NATHAN VINSON — Bitter Struggle - Inevitable Outcome (review)

NATHAN VINSON — Bitter Struggle - Inevitable Outcome album cover Album · 2011 · Jazz Related Electronica/Hip-Hop Buy this album from MMA partners
4/5 ·
js
For those who do not know, Nathan Vinson is a jazz pianist and avant-garde composer who resides in Dallas TX and creates very unique drumnbass/jungle pieces on his PC. Nathan eschews standard verse-chorus structures and instead lets his music software ramble on in a seeming jam session with itself. Many of these pieces are built with techniques known to the modern composer such as setting up processes so that random events are allowed to happen within set parameters chosen by the composer. Certainly the different types of music composition software that are available these days have opened up a floodgate in regards to this sort of music creating technique. In Vinson’s music, for example, a program can run various drum lines, keyboard lines and vocal samples in variations that will never repeat, giving a song a unique performance every time out.

Its really hard to describe this music, maybe you have heard some things by Squarepusher or Aphex Twin that are remotely similar. Other influences that show in the little snippets of keyboard lines include Sun Ra, Martin Denny and Theolonius Monk. Throughout this music there is a quirky humor that brings to mind much of Sun Ra’s small ensemble tongue-in-cheek exotica pieces. The other major presence in many of these pieces is Vinson’s fascination with tweaking vocal samples. All through this record various crazy southern preachers, huckster politicians and angry hillbillies spew random thoughts and syllables, foam at the mouth in their confusion and become unhinged as their own words become their own worst enemy. ‘Splattered Opinions’ in particular is hilarious as a confused and scrambled Walter Brennan sounds more paranoid than usual as he warns of an out of control federal government with bizarre lines like, ‘I can remember when there was no future’. Fortunately Vinson also gives us a break from the vocal samples occasionally with instrumental numbers such as ‘Spray Paint’, which sounds like a Webern/Xennakis styled process derived modern composition backed occasionally by a beatnik on the trap set.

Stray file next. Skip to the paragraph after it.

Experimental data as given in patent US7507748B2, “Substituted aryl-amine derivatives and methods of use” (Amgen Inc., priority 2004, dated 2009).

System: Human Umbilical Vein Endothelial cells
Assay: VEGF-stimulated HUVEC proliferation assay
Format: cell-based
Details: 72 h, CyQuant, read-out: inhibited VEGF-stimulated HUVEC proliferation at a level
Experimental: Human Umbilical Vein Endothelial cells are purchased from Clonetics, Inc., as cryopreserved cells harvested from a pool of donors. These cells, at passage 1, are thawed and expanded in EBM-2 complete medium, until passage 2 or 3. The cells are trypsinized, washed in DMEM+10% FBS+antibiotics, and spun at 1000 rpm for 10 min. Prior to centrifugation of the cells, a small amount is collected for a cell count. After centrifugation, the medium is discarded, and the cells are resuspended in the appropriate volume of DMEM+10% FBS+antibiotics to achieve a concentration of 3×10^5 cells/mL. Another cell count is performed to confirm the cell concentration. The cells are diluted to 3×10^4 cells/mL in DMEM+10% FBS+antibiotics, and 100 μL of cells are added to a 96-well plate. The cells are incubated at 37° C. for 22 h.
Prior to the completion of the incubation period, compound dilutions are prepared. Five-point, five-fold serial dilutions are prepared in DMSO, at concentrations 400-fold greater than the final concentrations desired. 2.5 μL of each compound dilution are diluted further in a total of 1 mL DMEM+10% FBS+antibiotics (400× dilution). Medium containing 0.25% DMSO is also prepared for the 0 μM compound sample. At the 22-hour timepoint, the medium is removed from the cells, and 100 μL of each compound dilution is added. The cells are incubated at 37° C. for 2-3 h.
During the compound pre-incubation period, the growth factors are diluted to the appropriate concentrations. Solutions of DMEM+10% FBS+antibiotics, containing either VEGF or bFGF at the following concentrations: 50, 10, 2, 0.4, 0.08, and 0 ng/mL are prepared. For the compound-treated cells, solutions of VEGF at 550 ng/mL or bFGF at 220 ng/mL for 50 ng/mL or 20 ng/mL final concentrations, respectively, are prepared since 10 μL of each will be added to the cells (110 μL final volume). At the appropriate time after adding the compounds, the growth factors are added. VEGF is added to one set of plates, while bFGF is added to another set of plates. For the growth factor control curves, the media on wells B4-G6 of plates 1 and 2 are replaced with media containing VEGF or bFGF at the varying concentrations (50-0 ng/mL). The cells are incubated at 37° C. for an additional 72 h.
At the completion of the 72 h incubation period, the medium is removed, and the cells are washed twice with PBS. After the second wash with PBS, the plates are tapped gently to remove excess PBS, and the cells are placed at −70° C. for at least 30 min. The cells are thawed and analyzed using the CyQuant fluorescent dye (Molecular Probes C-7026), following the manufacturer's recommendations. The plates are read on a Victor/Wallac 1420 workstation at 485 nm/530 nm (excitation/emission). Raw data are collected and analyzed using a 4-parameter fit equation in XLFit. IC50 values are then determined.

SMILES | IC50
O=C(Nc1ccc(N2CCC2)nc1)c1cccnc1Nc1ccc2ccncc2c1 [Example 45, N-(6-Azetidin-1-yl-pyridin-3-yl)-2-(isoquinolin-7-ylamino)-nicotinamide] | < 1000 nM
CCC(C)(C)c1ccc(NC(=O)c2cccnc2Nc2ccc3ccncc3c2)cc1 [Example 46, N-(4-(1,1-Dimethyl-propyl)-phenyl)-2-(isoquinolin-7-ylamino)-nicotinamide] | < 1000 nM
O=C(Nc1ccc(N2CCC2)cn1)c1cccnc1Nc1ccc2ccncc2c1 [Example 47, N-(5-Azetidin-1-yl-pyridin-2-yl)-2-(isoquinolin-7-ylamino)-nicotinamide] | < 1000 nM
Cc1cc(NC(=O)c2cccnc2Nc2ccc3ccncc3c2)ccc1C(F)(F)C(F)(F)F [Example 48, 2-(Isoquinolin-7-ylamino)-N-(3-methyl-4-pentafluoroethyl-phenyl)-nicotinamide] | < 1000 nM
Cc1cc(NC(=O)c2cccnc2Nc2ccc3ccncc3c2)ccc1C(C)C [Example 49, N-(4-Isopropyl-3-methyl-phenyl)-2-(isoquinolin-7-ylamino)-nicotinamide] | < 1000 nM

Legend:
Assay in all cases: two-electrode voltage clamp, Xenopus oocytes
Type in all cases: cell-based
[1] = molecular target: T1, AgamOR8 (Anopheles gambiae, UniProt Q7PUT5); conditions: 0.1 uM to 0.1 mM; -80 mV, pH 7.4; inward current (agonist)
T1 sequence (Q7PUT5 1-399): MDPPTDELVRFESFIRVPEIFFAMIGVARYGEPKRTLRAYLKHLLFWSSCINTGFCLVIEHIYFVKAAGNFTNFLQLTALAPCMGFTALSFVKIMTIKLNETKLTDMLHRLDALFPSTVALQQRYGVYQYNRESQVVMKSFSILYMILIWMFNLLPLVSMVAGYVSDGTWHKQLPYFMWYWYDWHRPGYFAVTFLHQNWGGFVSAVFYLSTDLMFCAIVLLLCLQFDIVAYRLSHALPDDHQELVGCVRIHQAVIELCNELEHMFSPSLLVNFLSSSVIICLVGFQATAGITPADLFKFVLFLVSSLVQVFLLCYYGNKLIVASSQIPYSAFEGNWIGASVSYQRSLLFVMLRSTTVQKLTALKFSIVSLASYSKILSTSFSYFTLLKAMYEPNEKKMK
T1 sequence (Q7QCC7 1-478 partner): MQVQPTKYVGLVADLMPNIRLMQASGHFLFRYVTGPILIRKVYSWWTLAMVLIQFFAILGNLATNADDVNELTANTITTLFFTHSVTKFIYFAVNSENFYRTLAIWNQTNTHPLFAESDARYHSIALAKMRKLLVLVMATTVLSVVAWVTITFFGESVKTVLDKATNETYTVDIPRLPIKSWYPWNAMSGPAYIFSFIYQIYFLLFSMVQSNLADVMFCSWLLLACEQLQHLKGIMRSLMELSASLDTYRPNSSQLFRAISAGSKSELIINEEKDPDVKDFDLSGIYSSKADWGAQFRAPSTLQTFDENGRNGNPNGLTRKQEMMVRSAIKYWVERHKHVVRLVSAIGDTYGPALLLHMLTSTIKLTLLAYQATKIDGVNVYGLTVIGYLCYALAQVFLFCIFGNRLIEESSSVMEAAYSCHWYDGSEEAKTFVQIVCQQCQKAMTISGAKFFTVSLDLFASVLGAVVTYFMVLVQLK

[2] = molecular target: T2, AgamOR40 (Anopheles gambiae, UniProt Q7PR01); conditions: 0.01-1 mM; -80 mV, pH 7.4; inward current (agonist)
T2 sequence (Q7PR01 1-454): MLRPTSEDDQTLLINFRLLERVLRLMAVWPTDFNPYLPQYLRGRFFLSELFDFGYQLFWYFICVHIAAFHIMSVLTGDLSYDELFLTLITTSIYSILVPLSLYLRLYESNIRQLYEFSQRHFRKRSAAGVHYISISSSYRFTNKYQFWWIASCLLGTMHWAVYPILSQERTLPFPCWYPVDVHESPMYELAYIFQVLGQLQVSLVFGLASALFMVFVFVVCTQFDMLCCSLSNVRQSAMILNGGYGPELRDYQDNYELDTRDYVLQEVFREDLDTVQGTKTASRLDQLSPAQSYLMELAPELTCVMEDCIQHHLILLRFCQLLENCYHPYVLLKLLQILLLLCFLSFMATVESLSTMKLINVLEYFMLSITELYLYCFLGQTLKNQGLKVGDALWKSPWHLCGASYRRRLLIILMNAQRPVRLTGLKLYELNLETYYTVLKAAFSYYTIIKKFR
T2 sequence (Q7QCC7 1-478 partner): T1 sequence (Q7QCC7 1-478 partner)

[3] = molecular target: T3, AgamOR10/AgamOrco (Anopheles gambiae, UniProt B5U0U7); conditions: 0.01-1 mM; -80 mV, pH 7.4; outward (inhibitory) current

This CD isn’t for everyone, even fans of outsider drumnbass may find this one too odd. A lot of the pieces can get to sounding the same after awhile and the combination of the rambling voices and the low-fi production can get fatiguing. Personally I would recommend the songs on here in smaller doses, or use the best ones as a great add on to any unique experimental-exotica-electronica mix CD.
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